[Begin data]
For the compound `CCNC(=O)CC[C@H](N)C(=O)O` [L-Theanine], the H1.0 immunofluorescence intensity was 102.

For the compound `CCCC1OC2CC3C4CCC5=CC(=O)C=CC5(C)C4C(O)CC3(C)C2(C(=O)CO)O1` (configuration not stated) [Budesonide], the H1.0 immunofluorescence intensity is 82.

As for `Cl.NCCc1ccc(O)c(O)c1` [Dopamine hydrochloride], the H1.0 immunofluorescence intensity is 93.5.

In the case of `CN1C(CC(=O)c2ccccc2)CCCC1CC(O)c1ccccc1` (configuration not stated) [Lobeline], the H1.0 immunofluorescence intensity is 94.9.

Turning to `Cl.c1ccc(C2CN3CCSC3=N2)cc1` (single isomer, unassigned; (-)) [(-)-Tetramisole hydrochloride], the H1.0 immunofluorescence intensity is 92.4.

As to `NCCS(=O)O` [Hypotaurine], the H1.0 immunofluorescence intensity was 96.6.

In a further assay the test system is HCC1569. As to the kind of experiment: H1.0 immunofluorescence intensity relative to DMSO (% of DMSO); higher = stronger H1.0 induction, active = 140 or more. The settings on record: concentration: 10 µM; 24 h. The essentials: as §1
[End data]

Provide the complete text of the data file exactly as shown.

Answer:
For the compound `CCNC(=O)CC[C@H](N)C(=O)O` [L-Theanine], the H1.0 immunofluorescence intensity was 102.

For the compound `CCCC1OC2CC3C4CCC5=CC(=O)C=CC5(C)C4C(O)CC3(C)C2(C(=O)CO)O1` (configuration not stated) [Budesonide], the H1.0 immunofluorescence intensity is 82.

As for `Cl.NCCc1ccc(O)c(O)c1` [Dopamine hydrochloride], the H1.0 immunofluorescence intensity is 93.5.

In the case of `CN1C(CC(=O)c2ccccc2)CCCC1CC(O)c1ccccc1` (configuration not stated) [Lobeline], the H1.0 immunofluorescence intensity is 94.9.

Turning to `Cl.c1ccc(C2CN3CCSC3=N2)cc1` (single isomer, unassigned; (-)) [(-)-Tetramisole hydrochloride], the H1.0 immunofluorescence intensity is 92.4.

As to `NCCS(=O)O` [Hypotaurine], the H1.0 immunofluorescence intensity was 96.6.

In a further assay the test system is HCC1569. As to the kind of experiment: H1.0 immunofluorescence intensity relative to DMSO (% of DMSO); higher = stronger H1.0 induction, active = 140 or more. The settings on record: concentration: 10 µM; 24 h. The essentials: as §1